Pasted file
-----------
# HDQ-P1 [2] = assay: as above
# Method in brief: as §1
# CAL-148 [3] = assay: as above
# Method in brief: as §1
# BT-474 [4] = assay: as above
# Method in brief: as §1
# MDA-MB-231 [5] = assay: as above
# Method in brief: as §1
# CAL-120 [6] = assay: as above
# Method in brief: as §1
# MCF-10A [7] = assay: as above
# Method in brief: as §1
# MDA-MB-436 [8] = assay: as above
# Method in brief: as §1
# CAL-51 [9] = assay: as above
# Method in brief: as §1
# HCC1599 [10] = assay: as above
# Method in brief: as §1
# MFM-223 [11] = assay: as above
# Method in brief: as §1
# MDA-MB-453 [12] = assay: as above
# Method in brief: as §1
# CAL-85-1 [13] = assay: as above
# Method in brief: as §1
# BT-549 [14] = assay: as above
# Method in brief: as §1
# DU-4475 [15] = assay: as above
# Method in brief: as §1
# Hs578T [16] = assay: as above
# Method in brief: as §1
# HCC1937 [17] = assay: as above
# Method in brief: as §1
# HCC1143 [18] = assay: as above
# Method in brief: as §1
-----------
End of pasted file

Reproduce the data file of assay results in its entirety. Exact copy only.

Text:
# HDQ-P1 [2] = assay: as above
# Method in brief: as §1
# CAL-148 [3] = assay: as above
# Method in brief: as §1
# BT-474 [4] = assay: as above
# Method in brief: as §1
# MDA-MB-231 [5] = assay: as above
# Method in brief: as §1
# CAL-120 [6] = assay: as above
# Method in brief: as §1
# MCF-10A [7] = assay: as above
# Method in brief: as §1
# MDA-MB-436 [8] = assay: as above
# Method in brief: as §1
# CAL-51 [9] = assay: as above
# Method in brief: as §1
# HCC1599 [10] = assay: as above
# Method in brief: as §1
# MFM-223 [11] = assay: as above
# Method in brief: as §1
# MDA-MB-453 [12] = assay: as above
# Method in brief: as §1
# CAL-85-1 [13] = assay: as above
# Method in brief: as §1
# BT-549 [14] = assay: as above
# Method in brief: as §1
# DU-4475 [15] = assay: as above
# Method in brief: as §1
# Hs578T [16] = assay: as above
# Method in brief: as §1
# HCC1937 [17] = assay: as above
# Method in brief: as §1
# HCC1143 [18] = assay: as above
# Method in brief: as §1